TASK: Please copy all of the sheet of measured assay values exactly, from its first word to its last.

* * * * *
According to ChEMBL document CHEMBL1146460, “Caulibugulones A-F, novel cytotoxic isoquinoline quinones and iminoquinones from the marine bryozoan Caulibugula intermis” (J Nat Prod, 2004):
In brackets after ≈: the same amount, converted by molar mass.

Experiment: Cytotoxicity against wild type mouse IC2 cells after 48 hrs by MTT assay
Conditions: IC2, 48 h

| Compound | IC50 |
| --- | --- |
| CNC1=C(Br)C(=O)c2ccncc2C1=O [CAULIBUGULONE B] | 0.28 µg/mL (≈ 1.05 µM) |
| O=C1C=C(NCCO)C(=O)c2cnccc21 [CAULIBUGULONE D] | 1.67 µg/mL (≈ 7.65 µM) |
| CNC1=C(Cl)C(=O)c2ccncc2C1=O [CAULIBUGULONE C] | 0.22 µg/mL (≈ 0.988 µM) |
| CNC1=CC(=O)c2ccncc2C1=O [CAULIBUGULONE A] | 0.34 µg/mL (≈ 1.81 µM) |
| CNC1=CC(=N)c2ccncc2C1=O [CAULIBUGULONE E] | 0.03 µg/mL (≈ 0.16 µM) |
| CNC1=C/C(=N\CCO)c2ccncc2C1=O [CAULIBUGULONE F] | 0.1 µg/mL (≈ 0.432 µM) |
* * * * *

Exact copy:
According to ChEMBL document CHEMBL1146460, “Caulibugulones A-F, novel cytotoxic isoquinoline quinones and iminoquinones from the marine bryozoan Caulibugula intermis” (J Nat Prod, 2004):
In brackets after ≈: the same amount, converted by molar mass.

Experiment: Cytotoxicity against wild type mouse IC2 cells after 48 hrs by MTT assay
Conditions: IC2, 48 h

| Compound | IC50 |
| --- | --- |
| CNC1=C(Br)C(=O)c2ccncc2C1=O [CAULIBUGULONE B] | 0.28 µg/mL (≈ 1.05 µM) |
| O=C1C=C(NCCO)C(=O)c2cnccc21 [CAULIBUGULONE D] | 1.67 µg/mL (≈ 7.65 µM) |
| CNC1=C(Cl)C(=O)c2ccncc2C1=O [CAULIBUGULONE C] | 0.22 µg/mL (≈ 0.988 µM) |
| CNC1=CC(=O)c2ccncc2C1=O [CAULIBUGULONE A] | 0.34 µg/mL (≈ 1.81 µM) |
| CNC1=CC(=N)c2ccncc2C1=O [CAULIBUGULONE E] | 0.03 µg/mL (≈ 0.16 µM) |
| CNC1=C/C(=N\CCO)c2ccncc2C1=O [CAULIBUGULONE F] | 0.1 µg/mL (≈ 0.432 µM) |